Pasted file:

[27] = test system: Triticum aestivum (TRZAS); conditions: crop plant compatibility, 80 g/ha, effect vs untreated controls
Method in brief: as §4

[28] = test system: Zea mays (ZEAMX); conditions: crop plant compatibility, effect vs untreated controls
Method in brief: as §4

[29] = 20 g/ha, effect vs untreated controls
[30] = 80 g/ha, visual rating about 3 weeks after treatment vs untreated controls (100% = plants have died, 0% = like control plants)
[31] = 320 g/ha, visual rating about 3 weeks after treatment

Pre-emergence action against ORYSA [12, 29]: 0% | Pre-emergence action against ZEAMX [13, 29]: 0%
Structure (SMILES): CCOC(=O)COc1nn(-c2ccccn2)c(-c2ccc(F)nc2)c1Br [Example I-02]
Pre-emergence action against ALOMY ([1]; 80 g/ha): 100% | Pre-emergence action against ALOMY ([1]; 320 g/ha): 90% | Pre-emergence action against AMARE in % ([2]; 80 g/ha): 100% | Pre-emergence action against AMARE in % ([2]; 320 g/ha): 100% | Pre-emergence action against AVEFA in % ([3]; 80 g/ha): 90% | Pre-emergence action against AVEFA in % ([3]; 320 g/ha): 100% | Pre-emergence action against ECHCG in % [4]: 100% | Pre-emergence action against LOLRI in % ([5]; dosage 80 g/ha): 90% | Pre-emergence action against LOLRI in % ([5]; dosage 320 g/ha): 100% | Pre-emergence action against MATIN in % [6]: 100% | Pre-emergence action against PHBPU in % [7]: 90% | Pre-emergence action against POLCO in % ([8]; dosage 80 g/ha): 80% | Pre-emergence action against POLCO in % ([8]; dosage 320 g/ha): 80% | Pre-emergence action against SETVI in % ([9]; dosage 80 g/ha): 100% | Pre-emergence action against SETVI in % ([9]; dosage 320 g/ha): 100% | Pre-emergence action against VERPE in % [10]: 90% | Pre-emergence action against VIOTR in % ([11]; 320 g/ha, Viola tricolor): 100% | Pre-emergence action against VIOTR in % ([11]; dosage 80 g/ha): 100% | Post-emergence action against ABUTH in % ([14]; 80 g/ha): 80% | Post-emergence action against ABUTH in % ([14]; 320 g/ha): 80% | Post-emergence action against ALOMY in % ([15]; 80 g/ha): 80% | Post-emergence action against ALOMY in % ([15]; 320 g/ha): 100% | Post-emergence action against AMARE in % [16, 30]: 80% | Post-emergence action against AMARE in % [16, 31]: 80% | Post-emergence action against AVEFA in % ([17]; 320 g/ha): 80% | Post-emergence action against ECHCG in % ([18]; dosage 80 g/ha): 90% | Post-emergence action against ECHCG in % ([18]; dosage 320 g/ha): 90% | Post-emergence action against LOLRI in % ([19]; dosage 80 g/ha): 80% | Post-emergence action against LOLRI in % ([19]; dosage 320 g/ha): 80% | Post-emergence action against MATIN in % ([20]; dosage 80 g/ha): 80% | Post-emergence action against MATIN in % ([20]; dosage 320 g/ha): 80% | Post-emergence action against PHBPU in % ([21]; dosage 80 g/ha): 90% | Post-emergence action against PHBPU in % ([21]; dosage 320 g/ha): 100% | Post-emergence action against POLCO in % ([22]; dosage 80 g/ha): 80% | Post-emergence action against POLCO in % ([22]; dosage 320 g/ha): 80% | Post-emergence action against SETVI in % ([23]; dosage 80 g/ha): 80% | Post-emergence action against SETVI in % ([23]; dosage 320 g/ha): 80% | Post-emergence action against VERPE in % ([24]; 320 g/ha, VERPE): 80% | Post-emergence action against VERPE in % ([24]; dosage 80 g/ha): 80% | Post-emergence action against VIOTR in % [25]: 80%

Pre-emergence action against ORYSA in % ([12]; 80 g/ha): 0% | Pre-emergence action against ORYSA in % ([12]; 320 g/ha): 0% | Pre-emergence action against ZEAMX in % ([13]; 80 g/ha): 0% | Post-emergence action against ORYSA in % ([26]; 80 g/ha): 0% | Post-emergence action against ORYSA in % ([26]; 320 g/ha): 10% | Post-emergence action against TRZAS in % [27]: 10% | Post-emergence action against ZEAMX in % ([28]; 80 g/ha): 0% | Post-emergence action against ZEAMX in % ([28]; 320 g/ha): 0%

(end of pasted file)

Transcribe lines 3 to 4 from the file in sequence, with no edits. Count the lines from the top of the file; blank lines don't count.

[28] = test system: Zea mays (ZEAMX); conditions: crop plant compatibility, effect vs untreated controls
Method in brief: as §4